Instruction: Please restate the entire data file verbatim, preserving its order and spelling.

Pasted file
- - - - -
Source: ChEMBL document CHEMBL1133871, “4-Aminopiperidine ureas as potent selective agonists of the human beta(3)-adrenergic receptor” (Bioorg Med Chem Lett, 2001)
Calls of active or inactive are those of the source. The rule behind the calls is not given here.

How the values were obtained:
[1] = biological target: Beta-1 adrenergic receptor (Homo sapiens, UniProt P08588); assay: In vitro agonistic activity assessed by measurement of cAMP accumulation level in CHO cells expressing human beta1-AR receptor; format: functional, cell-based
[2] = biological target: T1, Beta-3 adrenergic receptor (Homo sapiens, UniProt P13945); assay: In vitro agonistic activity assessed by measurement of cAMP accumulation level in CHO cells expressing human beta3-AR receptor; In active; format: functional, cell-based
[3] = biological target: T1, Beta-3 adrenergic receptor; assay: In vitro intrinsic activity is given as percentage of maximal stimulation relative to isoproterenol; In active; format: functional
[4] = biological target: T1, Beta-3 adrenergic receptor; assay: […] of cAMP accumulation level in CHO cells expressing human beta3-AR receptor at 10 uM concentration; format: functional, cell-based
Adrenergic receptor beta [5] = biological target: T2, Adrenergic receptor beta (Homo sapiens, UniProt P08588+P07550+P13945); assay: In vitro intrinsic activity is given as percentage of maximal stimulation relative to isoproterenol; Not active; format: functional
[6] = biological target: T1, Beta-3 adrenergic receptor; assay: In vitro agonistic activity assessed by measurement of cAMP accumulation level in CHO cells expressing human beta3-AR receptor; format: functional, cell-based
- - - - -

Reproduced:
Source: ChEMBL document CHEMBL1133871, “4-Aminopiperidine ureas as potent selective agonists of the human beta(3)-adrenergic receptor” (Bioorg Med Chem Lett, 2001)
Calls of active or inactive are those of the source. The rule behind the calls is not given here.

How the values were obtained:
[1] = biological target: Beta-1 adrenergic receptor (Homo sapiens, UniProt P08588); assay: In vitro agonistic activity assessed by measurement of cAMP accumulation level in CHO cells expressing human beta1-AR receptor; format: functional, cell-based
[2] = biological target: T1, Beta-3 adrenergic receptor (Homo sapiens, UniProt P13945); assay: In vitro agonistic activity assessed by measurement of cAMP accumulation level in CHO cells expressing human beta3-AR receptor; In active; format: functional, cell-based
[3] = biological target: T1, Beta-3 adrenergic receptor; assay: In vitro intrinsic activity is given as percentage of maximal stimulation relative to isoproterenol; In active; format: functional
[4] = biological target: T1, Beta-3 adrenergic receptor; assay: […] of cAMP accumulation level in CHO cells expressing human beta3-AR receptor at 10 uM concentration; format: functional, cell-based
Adrenergic receptor beta [5] = biological target: T2, Adrenergic receptor beta (Homo sapiens, UniProt P08588+P07550+P13945); assay: In vitro intrinsic activity is given as percentage of maximal stimulation relative to isoproterenol; Not active; format: functional
[6] = biological target: T1, Beta-3 adrenergic receptor; assay: In vitro agonistic activity assessed by measurement of cAMP accumulation level in CHO cells expressing human beta3-AR receptor; format: functional, cell-based